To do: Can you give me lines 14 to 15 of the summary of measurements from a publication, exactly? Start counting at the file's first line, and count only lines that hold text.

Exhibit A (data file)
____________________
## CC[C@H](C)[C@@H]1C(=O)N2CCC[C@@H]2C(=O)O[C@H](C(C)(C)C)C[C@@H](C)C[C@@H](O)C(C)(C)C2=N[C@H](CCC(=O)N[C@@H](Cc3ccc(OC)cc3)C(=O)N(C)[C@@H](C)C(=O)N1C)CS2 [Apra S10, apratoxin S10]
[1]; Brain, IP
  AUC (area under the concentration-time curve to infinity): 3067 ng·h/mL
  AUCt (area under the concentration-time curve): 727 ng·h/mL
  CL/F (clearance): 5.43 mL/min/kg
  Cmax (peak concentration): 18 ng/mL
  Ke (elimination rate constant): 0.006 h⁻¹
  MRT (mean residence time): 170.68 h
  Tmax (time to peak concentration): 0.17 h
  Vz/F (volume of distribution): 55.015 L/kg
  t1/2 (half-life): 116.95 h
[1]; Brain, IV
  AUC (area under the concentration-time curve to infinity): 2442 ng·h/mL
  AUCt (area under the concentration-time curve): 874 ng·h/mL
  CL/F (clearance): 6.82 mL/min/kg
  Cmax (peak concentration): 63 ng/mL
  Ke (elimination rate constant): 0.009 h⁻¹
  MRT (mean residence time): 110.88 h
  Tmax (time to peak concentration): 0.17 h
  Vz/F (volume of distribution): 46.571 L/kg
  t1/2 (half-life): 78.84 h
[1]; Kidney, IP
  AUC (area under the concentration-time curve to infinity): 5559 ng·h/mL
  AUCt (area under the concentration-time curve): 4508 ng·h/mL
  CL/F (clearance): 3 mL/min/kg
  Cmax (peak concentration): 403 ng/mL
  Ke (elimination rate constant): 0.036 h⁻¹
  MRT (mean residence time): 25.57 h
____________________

  AUCt (area under the concentration-time curve): 874 ng·h/mL
  CL/F (clearance): 6.82 mL/min/kg